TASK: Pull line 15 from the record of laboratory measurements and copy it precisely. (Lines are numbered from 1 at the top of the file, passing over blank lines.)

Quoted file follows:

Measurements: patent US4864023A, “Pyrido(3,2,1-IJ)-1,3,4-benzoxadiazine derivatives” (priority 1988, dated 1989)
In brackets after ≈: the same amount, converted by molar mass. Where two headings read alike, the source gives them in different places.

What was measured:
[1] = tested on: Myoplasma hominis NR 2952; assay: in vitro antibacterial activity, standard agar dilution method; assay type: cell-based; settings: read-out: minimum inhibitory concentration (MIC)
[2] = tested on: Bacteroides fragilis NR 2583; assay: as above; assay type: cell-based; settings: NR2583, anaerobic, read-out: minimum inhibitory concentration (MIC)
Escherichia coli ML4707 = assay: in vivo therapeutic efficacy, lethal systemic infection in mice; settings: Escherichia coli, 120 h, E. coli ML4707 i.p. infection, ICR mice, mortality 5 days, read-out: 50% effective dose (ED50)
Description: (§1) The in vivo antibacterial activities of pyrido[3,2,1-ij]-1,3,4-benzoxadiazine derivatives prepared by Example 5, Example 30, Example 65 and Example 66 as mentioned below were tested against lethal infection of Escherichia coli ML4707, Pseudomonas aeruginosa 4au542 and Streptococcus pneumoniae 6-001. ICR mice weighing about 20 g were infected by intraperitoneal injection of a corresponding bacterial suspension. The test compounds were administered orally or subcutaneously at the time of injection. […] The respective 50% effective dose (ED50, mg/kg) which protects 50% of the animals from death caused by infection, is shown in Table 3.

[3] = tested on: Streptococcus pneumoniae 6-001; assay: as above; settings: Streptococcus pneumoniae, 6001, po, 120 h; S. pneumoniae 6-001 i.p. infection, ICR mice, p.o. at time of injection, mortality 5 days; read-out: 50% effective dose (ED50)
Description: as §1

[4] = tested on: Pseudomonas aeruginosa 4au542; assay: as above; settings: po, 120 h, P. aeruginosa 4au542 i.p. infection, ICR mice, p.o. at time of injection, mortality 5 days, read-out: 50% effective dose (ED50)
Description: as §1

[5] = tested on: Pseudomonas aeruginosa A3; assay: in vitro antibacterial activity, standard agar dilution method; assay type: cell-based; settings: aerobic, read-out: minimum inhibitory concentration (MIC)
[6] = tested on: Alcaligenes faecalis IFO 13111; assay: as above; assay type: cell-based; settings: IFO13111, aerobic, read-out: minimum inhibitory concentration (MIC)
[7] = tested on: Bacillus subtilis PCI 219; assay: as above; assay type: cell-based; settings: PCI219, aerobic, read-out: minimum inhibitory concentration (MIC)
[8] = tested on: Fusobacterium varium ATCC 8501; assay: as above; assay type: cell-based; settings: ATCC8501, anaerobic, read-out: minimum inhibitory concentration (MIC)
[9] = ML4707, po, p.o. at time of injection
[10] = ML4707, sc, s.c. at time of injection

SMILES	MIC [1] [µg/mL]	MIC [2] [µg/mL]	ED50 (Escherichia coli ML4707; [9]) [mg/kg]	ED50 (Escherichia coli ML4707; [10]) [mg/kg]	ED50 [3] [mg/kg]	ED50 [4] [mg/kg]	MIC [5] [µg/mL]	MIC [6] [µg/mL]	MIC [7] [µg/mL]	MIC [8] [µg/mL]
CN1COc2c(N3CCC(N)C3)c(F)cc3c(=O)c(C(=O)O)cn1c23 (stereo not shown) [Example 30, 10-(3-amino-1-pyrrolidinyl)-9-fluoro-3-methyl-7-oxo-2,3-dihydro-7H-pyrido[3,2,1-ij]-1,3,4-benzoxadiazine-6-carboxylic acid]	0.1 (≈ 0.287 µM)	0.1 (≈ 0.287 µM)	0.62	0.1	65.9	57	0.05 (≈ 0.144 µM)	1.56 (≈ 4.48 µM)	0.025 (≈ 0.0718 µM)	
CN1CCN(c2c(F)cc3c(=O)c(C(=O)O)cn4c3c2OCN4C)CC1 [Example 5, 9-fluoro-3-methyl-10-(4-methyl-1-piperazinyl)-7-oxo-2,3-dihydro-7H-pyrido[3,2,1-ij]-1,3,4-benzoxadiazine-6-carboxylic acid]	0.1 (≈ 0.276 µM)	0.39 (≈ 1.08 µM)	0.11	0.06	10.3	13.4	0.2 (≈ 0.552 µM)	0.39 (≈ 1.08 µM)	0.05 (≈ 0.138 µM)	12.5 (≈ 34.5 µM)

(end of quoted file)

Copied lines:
[8] = tested on: Fusobacterium varium ATCC 8501; assay: as above; assay type: cell-based; settings: ATCC8501, anaerobic, read-out: minimum inhibitory concentration (MIC)